Business potential of smallholder farmers must be unleashed for sustainable development, report says
The world’s smallholder farmers manage just 12 per cent of all agricultural land, yet they produce more than 80 per cent of the world’s food (in value terms). They deserve more attention therefore from policymakers to unleash their full business potential, the UNCTAD Commodities and Development Report 2015 says. As global poverty affects smallholders disproportionately, achieving poverty reduction goals will require taking a fresh look at how policies must be designed and coordinated so as to cater to their needs.
Though there are marked differences by country and region in the average size of small farms, it is estimated that more than 90 per cent of the 570 million farms worldwide are managed by an individual or a family, and that mostly they rely on family labour. Estimates further show that about 2.5 billion people depend on agricultural production systems for their livelihoods. Smallholder farmers also play a key role in environmental sustainability objectives, including climate change mitigation, by protecting biodiversity in agriculture.
“It is now time for the international community to recognize the vital role smallholders play the world over in ensuring continued access to nutritious natural food and the achievement of global food security,” UNCTAD Secretary-General Mukhisa Kituyi said. “I call on all development partners who have pledged to increase resources directed to the fight against climate change to devote special attention to smallholder farmers who are key players in sustainable agricultural practices.”
The report highlights a number of enduring challenges facing smallholders. Those challenges include limited access to agricultural inputs (such as fertilizers, seeds, land and labour) and credit markets, unfulfilled capacity to commercialize their produce due to deficient or non-existing infrastructure such as paved roads and lack of access to market information, which leads to power imbalances tilted against smallholders in markets.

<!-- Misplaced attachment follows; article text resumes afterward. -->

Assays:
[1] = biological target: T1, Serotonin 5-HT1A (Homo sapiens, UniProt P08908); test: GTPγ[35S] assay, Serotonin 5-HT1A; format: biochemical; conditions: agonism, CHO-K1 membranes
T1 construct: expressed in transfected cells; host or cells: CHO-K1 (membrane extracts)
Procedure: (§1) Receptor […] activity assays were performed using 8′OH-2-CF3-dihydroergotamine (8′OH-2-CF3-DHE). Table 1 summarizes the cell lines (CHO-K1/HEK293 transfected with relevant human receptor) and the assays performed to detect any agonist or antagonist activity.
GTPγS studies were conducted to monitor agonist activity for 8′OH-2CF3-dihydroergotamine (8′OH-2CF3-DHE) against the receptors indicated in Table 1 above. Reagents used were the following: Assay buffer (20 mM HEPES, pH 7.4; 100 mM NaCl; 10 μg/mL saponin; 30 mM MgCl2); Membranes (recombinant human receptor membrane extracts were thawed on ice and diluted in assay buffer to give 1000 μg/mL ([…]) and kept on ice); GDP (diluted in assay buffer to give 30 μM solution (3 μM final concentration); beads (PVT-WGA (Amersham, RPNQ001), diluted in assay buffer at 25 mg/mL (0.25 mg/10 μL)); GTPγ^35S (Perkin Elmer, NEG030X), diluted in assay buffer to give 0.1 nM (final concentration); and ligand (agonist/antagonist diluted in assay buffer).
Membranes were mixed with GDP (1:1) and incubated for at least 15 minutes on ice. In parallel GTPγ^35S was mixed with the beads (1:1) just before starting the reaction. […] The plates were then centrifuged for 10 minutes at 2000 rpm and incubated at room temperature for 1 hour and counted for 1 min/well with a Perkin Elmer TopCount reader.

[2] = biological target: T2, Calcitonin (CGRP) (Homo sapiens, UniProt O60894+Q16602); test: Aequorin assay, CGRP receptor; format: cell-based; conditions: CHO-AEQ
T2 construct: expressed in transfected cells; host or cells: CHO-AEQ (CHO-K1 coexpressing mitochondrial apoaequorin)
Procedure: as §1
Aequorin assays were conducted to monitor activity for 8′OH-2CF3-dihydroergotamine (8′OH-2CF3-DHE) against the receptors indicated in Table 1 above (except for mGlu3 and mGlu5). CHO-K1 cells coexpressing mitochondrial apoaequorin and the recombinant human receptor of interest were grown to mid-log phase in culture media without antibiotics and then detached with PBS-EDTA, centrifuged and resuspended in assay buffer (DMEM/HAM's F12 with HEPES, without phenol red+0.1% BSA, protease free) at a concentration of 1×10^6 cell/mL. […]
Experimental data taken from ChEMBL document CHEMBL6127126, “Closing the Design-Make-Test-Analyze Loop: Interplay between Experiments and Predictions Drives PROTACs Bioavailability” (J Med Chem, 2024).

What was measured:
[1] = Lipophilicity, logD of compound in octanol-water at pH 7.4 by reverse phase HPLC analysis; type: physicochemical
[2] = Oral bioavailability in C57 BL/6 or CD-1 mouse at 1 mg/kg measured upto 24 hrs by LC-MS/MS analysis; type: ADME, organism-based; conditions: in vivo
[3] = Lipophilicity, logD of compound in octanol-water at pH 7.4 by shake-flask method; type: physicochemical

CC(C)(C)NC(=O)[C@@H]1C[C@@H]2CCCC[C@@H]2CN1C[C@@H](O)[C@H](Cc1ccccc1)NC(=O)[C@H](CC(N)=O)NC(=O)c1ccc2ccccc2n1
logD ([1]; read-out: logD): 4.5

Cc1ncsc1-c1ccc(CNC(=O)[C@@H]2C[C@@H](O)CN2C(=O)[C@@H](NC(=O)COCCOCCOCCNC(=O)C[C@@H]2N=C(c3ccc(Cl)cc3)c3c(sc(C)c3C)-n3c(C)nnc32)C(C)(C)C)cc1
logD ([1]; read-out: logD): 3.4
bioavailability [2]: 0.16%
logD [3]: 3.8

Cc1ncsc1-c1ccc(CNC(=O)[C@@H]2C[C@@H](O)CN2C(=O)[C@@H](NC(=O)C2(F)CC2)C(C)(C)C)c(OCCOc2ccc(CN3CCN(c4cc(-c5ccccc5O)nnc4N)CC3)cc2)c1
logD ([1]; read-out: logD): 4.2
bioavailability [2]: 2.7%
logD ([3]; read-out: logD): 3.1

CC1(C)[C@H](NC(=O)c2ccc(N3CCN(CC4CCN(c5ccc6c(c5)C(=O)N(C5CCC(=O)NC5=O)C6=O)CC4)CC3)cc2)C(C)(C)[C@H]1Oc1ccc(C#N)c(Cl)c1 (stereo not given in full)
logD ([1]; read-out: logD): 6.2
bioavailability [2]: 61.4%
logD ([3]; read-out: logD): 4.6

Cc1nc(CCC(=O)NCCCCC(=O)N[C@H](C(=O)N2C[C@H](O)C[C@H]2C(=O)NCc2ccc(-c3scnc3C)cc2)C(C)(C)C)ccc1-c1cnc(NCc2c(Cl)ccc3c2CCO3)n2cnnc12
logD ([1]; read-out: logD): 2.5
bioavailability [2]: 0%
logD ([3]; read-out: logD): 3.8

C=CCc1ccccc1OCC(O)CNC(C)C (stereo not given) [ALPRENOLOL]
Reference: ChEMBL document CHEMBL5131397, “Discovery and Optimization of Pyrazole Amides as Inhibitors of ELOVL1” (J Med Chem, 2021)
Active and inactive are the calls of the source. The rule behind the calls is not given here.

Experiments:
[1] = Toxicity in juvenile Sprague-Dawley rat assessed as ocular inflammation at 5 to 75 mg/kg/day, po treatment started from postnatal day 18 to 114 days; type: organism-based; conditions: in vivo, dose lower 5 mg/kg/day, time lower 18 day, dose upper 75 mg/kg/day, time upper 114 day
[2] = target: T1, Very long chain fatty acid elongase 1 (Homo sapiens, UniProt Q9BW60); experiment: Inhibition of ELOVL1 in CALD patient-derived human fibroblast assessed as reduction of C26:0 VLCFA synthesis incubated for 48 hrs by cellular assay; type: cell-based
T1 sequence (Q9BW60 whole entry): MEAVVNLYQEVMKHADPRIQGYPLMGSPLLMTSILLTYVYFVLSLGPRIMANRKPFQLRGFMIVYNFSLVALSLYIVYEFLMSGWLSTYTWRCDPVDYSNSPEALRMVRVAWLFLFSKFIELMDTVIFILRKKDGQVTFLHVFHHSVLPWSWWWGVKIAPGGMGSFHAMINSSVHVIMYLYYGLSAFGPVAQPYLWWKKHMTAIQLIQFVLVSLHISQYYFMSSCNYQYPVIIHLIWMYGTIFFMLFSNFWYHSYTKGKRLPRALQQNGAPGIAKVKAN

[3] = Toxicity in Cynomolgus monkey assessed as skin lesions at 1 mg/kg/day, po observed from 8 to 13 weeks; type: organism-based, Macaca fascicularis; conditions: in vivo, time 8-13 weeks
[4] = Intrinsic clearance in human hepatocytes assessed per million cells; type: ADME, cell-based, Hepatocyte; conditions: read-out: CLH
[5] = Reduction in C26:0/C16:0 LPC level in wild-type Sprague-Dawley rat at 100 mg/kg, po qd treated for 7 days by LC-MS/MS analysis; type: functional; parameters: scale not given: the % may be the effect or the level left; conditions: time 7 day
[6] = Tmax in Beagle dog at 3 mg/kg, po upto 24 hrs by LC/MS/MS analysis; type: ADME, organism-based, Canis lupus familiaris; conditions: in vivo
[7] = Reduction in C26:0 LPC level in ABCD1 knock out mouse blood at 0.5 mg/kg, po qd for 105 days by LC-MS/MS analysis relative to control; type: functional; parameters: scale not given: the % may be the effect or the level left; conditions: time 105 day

The report showcases a number of instances where factors, such as innovative financing mechanisms, access to contract farming, better and increased training, knowhow and motivation services, and agricultural and financial services using information and communications technology, have gradually increased smallholders’ productivity and integration into markets.
Moving away from business as usual and striving to achieve the Sustainable Development Goals, the report argues, will require a better alignment of policies, pledges and actions at the national, regional and international levels. It will also require ensuring that development finance and climate finance for the agricultural sector target primarily small-scale farming as well as women and young people, who are acknowledged as key actors in agricultural transformation.
The report shows that developing countries can benefit from greater participation of smallholders in sustainable commodity production and trade. To this end, the report suggests that these countries put in place policies to support sustainable agricultural development, strengthen institutional capacities, provide appropriate infrastructure, facilitate technology access, secure land tenure and create a business-friendly environment for smallholders. The report distils evidence on the degree of integration of smallholders from a sample of developing countries in export value chains. It also sheds light on the need to devote greater attention to smallholders in national policymaking as well as in international trade and investment agreements.
In addition, the report warns of the paucity of good practices in preserving smallholders’ interests in existing large-scale investment contracts in agriculture, especially in Africa. Furthermore, there are very few cases of investment policy measures that cater for the needs of home-grown small investors. Such measures, the report argues, are key to sparking domestic investments in the agricultural sector.